4G penetration only 4% as Airtel service debuts in Ogun
• Predicts 28m new Nigerian subscribers by 2025
Despite claims of nationwide 4G coverage by some telecommunications operators in Nigeria, its penetration is still very infinitesimal, at just four per cent.This four per cent, according to Mobile Report 2019, unveiled by Jumia, is very low when compared with some major markets in Africa. For instance, South Africa’s 4G penetration is 18 per cent; Angola 16 per cent, while Egypt has about 21 per cent.
This development is coming on the heels of Airtel launch of the service in Ota, a suburb of Ogun state.Speaking during a visit of the Airtel network team to the Chairman of Ado-odo, Ota Local Government Area, Bashir Oladele Adeniji, Regional Operations Director of Airtel Nigeria, West Region, Femi Oshinlaja, assured of commitment to supporting the Government’s drive of deepening mobile Internet penetration both locally and nationally.
The Mobile report noted that on average, since 2015, around 20 new 4G networks launched in Africa every year. The African 4G subscriber base has been doubling every year (though from a small base) and operators are reporting double-digit traffic growth numbers. The reality, however, is more nuanced. Despite the positive growth, the African market is falling behind on 4G. Spectrum allocation has been a challenge, and 4G business models remain in flux.
The Report further said 44 per cent of mobile subscribers in Nigeria are still using 3G technology, while mobile broadband penetration is forecast to rise to 55 per cent of the population by 2025, with 70 per cent having 3G connectivity, and 17 per cent 4G networks. 5G network with the 26 GHz, 38 GHz and 42 GHz spectrum bands will be rolled out by 2020.
It also said some 700 million new mobile subscribers from various countries across the world will push the total number of global mobile subscribers to six billion between now and 2025. Nigeria has been identified among these countries, with others being India, China, Pakistan, Indonesia, USA, and Brazil.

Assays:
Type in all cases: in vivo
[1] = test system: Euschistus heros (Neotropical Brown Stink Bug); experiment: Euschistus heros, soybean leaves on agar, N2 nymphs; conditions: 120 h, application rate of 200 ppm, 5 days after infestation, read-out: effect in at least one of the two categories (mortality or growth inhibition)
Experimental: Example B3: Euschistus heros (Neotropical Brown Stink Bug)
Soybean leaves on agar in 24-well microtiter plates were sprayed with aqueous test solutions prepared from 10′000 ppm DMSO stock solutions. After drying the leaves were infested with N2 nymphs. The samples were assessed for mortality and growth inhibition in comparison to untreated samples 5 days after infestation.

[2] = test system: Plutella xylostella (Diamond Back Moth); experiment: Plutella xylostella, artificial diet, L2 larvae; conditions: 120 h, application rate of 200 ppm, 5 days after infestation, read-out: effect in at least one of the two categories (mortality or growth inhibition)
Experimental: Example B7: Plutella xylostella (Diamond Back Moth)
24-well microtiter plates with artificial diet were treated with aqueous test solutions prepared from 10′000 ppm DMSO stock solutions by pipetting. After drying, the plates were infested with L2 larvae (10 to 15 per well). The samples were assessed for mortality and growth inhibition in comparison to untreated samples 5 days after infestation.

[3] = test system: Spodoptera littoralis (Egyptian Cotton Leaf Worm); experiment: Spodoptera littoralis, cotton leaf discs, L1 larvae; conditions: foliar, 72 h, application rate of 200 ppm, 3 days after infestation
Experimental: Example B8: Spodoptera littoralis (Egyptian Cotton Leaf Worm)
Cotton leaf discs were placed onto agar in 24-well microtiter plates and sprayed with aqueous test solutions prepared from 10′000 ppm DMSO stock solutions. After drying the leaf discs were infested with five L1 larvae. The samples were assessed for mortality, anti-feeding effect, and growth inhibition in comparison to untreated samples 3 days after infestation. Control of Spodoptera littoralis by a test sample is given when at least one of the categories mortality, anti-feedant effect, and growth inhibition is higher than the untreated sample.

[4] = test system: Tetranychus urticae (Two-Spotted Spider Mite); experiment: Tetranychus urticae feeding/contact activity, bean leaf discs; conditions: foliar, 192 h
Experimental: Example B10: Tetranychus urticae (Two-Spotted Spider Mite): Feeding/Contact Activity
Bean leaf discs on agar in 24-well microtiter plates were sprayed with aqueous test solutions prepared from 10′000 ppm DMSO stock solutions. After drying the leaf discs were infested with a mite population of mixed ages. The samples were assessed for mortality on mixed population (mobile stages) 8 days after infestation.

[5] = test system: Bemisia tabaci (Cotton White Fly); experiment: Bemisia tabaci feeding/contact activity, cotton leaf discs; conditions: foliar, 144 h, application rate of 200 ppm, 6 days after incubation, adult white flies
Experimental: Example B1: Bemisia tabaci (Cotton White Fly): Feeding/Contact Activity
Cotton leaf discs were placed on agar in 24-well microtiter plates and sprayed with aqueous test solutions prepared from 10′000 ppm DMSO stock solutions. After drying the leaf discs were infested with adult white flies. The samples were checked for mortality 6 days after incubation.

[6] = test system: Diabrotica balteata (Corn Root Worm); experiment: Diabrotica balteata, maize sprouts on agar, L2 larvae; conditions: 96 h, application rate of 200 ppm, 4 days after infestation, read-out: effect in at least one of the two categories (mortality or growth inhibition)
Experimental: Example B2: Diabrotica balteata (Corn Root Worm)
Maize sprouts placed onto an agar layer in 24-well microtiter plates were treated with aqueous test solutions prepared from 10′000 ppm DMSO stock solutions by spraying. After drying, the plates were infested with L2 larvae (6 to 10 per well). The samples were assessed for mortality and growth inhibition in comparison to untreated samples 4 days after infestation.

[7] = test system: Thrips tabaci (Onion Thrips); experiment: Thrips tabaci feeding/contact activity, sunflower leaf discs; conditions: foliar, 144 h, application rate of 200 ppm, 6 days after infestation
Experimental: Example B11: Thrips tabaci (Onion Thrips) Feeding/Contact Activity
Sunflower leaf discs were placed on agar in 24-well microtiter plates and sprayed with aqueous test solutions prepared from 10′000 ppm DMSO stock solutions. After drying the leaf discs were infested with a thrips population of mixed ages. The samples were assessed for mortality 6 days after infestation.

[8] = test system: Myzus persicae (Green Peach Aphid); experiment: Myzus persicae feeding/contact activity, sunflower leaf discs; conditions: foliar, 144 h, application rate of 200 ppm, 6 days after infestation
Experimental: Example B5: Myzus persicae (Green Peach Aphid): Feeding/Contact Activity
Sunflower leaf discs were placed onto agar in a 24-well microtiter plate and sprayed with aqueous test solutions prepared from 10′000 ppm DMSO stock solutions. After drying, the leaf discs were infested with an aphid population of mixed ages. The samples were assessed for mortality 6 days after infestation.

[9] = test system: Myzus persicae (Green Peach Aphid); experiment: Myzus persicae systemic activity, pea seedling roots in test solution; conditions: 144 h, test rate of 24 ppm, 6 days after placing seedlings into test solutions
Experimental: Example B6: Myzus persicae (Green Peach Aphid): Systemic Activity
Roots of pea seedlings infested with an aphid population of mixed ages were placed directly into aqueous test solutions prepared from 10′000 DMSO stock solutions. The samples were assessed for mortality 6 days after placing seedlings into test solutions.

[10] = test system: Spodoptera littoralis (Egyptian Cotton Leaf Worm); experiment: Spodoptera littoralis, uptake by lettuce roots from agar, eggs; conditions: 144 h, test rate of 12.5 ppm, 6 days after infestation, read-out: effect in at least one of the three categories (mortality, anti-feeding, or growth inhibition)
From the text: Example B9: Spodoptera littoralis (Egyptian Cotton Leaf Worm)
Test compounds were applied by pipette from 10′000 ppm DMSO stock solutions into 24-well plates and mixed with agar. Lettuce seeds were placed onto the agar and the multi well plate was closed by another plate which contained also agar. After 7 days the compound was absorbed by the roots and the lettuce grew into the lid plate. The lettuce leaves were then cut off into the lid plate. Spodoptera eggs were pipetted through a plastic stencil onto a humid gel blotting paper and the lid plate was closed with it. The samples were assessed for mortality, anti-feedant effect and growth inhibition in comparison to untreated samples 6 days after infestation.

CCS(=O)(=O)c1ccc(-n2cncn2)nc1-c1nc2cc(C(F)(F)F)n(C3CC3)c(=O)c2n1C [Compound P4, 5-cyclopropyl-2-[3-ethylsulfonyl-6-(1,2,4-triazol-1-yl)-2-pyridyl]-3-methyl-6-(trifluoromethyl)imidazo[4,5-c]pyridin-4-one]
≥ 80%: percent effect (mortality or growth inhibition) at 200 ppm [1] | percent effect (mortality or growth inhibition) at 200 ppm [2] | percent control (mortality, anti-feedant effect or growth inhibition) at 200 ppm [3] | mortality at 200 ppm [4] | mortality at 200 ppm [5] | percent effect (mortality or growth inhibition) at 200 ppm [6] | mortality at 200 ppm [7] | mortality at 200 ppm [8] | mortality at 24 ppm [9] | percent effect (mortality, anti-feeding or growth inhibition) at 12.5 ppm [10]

The report predicted that Nigeria will contribute four per cent of the estimated 700 million new global mobile subscribers, making it the only country in Africa marked with a significant contribution to increasing global mobile penetration.
By this quota, it is expected that 28 million new mobile subscribers will emerge from Nigeria between 2019 and 2025, that is, an average of seven million new mobile subscribers yearly, if it is to meet its quota.
On the Airtel launch, Adeniji said he was pleased with the deployment of the 4G in Ota, adding that the government is taking its responsibility of ensuring a peaceful environment for smooth business operations very seriously.
Just as the the Olota of Ota, commended Airtel Nigeria for its transformation and competitiveness, and urged the telco to remain relentless in its pursuit of excellence.Meanwhile, the report identified that lower price point smartphones still leading the pack and limiting access.
According to it, Asian brands have consistently enjoyed massive patronage because of their Africa-specific strategy of introducing lower price point smartphones into the Nigerian market. In 2018, Fero, Samsung, Nokia, Infinix and Tecno remained the customers’ favourites and the top-selling mobile brands on Jumia.
It is interesting that a one-time king of mobile phone, Nokia, is gradually returning to the limelight, riding on its durability claim. Infinix continues to lead the pack, year on year.
The average price of smartphones continues on a downward trajectory, as it dipped to $95 in 2018, from S$ 117 in 2016, and $216 in 2014. This development is laudable as again, the major driver of this trend is attributed to the influx of Asian brands specifically targeted for the Nigerian market
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